Saturday, November 14, 2009

Movie Review: 2012

I picture Roland Emmerich, director of "2012," being something like Woody Harrelson's character in the film: standing on top of a mountain, and cheering as the world came to an end.
Yes, "2012" is what some might describe as "death porn" or "destructo-porn." It's a disaster film based on an old conspiracy that goes where so many disaster films before it have gone. It's a marvel of special effects, but an absolute disaster in story telling.
"2012" is based off the popular conspiracy that on December 21, 2012 the world will end because it's the very day the Mayan calendar ends. Hours of unnecessary footage on the History Channel have tried to take everything from history and put it together to convince us that it will happen.
Now, I'm not saying I didn't like "2012" because I don't subscribe to this whole theory. Let's take a look at the story to see what is actually wrong with it.
The film has multiple story lines. One involves the President of the United States (Danny Glover) and two scientists: one with good intentions (Chiwetel Ejiofor), and another with shadier intentions (Oliver Platt).
The most important story involves Jackson Curtis (John Cusack). Jackson is a divorced writer who must get his two kids, his ex-wife (Amanda Peet), and her annoying new husband (Tom McCarthy) to safety as the world crumbles. That seems nice, until you realize that it's the exact same plot of Spielberg's "War of the Worlds."
The rest of "2012" basically involves the audience watching the world get destroyed. The Los Angeles freeway collapses. The Vatican crushes an entire crowd. The White House is crushed by a giant tsunami. Yellowstone National Park turns into a giant volcano. This then goes on for another two-and-a-half hours. It's entertaining, and even a little enthralling at first. But after a while, you're just waiting for it all to end.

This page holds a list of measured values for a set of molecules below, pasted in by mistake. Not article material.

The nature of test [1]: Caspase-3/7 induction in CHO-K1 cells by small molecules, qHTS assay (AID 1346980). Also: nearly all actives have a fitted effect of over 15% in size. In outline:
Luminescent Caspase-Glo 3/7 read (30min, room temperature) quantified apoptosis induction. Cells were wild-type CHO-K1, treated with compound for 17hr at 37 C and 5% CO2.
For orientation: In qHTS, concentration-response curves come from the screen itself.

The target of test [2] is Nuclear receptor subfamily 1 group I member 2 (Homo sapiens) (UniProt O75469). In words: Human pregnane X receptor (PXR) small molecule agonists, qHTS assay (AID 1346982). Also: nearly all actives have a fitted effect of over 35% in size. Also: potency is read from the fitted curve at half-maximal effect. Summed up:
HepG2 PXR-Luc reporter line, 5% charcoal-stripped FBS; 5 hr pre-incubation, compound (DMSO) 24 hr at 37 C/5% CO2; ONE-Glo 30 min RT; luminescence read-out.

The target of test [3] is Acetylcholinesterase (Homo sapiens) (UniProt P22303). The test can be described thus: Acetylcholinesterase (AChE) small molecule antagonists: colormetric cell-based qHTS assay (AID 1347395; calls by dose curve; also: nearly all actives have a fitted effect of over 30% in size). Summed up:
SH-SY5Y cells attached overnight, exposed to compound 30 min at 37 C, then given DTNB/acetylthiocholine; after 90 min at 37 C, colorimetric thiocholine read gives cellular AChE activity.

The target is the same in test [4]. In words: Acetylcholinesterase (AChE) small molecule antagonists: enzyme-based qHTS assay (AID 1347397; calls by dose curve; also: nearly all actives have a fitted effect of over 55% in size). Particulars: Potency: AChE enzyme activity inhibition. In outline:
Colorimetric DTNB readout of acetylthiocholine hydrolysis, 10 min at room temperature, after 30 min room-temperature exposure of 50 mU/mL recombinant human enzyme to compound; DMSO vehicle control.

Don't get me wrong, I love a good, special-effects laden blockbuster. If done well, it can make for great cinema, and even greater entertainment. However, what prevents "2012" from the possibility of being good is Roland Emmerich. Emmerich you could say is obsessed with destruction, as he also directed "Independence Day" and "The Day After Tomorrow." It's a testament to how lazy "2012" is when you see that it has literally the exact same closing shot that "The Day After Tomorrow" had. That's right, Emmerich ripped off himself.
Anyway, Emmerich's problem is that he cares more about the spectacle, than the humanity. As a giant earthquake splits the earth in two, splitting streets and causing buildings to collapse, thousands of innocent people crash to their deaths. They are not seen as humans, but merely as small specs in the distance. Even when main characters die, nobody seems phased by it in the slightest bit. Perhaps most tastelessly, is when an entire office building filled with people collapses, but the only thing we're supposed to be paying attention to is that the family got away safely in a jet. How can we cheer for one person, when everyone else around them is dying? Quite ironic for a film that preaches to remain humane in dire times.